My Troubles With Clothing Tags

I’ve stopped for suspected shoplifting three times in the past two years. I was innocent, but I understand.

by Ellen Lambert • More.com Member { View Profile }
Photograph: iStock

One of the grand rewards I grant myself after an especially robust session of closet cleaning is the purchase of an item or two of something new. Usually I’ll get a staple piece — another black skirt or pair of black trousers to replace the ones where the hem fell out or those that changed sizes in the closet.
 
So I was delighted to pick up a nice, needed, black pencil skirt at 65 percent off, and I looked forward to wearing it today. I was doing my 360 spin in front of the closet mirror, just to make sure I wasn’t sporting a Minnie Pearl-esque prize tag, when I saw it — a hard-as-a-rock, not-getting-it-off-with-an-acetylene-torch, white plastic security alarm sensor. This sucker was so thoroughly attached to both sides of the fabric that I’m not sure it can be removed. Dang, this baby is so big it could set off an alarm at a missile silo. I’m really surprised I wasn’t stopped at the door when I walked out with it.

It wouldn’t be the first time.

 I’m not proud of this, but it’s a fact: I’ve been stopped for suspected shoplifting three times in the past two years. Now, to be clear, I am not a shoplifter, and I haven’t taken anything from a store that didn’t belong to me without paying for it. (We’ll leave my penchant for office supply kleptomania out of this. “Whoops! That’s YOUR pen?”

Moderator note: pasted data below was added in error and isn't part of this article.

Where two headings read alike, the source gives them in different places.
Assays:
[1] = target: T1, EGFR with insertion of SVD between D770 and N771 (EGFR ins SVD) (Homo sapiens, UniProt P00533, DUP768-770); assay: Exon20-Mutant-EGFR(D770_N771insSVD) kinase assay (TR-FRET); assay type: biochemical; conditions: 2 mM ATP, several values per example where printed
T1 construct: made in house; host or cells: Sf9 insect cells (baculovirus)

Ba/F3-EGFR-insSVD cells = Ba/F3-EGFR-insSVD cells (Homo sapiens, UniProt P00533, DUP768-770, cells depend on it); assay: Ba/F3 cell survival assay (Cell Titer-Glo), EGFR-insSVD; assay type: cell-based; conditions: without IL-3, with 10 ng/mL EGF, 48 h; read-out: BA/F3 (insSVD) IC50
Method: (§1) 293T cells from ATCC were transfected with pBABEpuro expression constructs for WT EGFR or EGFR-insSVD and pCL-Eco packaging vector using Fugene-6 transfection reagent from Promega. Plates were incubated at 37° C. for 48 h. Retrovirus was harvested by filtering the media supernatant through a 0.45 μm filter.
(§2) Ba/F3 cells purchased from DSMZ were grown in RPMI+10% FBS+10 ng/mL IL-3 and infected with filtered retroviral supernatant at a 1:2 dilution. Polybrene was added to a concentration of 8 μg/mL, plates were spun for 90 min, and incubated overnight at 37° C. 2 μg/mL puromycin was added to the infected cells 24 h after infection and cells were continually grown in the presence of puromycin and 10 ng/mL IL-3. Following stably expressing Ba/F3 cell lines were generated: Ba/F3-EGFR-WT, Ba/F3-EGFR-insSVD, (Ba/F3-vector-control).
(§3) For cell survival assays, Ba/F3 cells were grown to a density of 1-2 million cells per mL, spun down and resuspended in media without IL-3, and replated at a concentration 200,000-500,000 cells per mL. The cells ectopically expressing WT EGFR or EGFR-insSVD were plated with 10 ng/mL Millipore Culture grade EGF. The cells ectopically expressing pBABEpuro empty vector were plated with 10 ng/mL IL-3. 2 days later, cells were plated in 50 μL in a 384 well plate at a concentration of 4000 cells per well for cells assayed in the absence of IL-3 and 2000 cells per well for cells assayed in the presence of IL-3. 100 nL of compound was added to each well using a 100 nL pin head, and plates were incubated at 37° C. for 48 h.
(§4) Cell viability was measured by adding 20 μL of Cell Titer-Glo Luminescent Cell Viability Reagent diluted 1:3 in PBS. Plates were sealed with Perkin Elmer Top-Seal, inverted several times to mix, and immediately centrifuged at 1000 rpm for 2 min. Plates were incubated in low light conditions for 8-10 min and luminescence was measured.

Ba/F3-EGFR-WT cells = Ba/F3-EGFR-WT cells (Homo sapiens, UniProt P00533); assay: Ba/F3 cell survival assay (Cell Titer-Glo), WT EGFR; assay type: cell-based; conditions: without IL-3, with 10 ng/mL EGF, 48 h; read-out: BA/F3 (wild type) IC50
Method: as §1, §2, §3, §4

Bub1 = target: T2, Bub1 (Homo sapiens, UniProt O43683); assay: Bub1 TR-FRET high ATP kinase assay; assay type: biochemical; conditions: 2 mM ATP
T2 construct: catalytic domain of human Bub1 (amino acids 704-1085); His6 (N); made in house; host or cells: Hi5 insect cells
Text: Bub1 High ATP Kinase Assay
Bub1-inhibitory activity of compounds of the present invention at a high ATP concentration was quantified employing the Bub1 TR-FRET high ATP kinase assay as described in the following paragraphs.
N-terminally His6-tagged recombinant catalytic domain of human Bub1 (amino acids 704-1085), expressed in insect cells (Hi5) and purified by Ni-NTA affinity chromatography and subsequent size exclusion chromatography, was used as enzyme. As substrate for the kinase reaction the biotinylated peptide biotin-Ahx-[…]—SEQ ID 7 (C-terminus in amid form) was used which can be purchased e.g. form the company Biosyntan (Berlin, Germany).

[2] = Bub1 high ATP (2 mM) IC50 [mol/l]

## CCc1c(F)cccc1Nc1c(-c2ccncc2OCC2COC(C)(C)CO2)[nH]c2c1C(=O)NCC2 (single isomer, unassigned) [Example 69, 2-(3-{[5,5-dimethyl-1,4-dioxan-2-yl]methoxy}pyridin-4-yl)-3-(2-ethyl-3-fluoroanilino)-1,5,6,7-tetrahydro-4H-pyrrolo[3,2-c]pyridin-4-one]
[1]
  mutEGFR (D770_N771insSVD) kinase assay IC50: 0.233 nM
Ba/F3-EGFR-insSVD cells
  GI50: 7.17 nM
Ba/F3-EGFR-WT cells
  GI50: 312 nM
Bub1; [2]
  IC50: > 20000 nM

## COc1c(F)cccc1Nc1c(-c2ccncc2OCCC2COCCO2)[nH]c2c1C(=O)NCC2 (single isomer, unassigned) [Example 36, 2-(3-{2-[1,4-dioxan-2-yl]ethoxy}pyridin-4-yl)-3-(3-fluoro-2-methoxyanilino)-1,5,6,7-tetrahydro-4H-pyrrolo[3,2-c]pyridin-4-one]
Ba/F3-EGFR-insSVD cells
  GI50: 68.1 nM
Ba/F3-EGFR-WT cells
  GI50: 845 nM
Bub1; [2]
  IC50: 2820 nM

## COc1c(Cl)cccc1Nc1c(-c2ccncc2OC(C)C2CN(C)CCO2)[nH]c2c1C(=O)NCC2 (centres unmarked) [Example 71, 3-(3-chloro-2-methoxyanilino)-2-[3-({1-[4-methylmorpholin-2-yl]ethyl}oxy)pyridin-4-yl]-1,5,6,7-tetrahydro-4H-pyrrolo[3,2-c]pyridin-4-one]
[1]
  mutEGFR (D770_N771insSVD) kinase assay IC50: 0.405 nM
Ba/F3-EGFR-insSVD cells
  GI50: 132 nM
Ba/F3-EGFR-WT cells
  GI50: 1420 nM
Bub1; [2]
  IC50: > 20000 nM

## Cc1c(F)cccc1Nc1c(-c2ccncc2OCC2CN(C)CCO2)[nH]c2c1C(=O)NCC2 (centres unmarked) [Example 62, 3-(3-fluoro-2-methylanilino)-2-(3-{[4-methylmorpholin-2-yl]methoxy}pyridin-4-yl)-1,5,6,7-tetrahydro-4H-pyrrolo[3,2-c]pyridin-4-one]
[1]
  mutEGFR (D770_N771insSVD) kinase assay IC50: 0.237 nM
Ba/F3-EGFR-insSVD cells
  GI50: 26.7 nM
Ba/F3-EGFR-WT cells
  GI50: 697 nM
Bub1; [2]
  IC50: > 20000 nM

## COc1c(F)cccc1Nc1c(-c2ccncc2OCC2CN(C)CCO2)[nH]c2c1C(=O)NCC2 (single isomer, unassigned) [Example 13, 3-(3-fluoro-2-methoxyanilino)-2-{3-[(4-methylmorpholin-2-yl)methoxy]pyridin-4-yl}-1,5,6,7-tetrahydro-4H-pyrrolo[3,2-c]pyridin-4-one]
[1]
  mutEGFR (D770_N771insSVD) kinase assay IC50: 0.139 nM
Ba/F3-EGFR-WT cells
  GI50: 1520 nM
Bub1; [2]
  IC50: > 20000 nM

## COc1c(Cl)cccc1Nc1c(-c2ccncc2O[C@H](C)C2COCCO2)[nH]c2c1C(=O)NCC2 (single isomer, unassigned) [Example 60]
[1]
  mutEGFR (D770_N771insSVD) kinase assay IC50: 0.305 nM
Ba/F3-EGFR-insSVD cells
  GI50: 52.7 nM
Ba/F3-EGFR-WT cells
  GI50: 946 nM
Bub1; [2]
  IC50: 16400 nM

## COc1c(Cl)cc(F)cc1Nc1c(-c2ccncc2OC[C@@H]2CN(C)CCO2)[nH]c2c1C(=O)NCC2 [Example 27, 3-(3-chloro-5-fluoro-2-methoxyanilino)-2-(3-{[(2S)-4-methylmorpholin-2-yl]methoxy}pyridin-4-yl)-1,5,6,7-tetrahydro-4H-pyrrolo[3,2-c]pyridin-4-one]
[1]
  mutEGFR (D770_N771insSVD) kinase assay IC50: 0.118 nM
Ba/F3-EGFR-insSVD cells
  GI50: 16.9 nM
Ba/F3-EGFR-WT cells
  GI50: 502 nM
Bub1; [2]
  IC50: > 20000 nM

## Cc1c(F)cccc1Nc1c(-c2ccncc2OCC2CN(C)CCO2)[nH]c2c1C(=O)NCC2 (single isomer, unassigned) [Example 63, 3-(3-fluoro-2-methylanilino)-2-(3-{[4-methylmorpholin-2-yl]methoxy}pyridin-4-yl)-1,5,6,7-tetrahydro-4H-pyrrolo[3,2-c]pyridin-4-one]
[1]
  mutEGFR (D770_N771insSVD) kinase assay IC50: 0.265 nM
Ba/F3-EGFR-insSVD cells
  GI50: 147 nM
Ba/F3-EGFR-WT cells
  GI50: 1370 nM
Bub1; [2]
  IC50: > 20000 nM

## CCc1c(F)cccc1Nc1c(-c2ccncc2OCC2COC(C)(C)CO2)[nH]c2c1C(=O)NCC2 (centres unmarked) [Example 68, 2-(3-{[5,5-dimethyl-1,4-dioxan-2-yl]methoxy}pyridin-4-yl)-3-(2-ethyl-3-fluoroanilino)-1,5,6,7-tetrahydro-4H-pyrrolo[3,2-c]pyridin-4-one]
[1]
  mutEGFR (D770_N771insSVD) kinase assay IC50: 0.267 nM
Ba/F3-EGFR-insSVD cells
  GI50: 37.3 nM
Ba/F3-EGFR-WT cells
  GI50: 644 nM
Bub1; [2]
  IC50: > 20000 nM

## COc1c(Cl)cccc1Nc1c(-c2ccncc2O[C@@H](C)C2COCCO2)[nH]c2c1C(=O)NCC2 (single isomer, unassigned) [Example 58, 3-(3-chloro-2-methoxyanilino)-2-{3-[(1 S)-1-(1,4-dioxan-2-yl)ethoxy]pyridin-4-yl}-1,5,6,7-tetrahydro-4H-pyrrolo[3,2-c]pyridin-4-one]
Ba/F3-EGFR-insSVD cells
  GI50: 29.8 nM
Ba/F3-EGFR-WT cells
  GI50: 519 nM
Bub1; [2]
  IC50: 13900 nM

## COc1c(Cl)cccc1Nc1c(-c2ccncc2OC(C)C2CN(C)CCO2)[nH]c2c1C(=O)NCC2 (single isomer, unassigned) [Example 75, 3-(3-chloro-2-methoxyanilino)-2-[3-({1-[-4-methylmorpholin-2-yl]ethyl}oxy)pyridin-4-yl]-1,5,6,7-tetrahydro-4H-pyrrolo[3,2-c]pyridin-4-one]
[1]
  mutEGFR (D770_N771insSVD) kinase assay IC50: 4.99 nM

) The first time I was stopped I could sort of understand. I bought all my clothes from a small chain store in town and walked into that same store one day wearing a brand new outfit I had just bought from them a couple of weeks earlier. Apparently, my failure to remove the price tag from the blouse coupled with the fact that it was hanging outside of my shirt alerted their security staff. “But, I can explain,” I cried, producing my receipt from my purse. 

The other two times there is no explanation other than I must have that swarthy appearance — short blonde women of a certain age have. It must be the same profile that attracts all the attention of the airport security screeners every time I fly. “You, there! Please step over here.” I’ve come to expect it.

 Still, the whole process of being stopped and unjustly accused is irksome. Come on, do I really look suspicious? I was hoping for worthy – of a second glance perhaps, or just a moment’s notice. I mean, who really wants to be invisible? 

 

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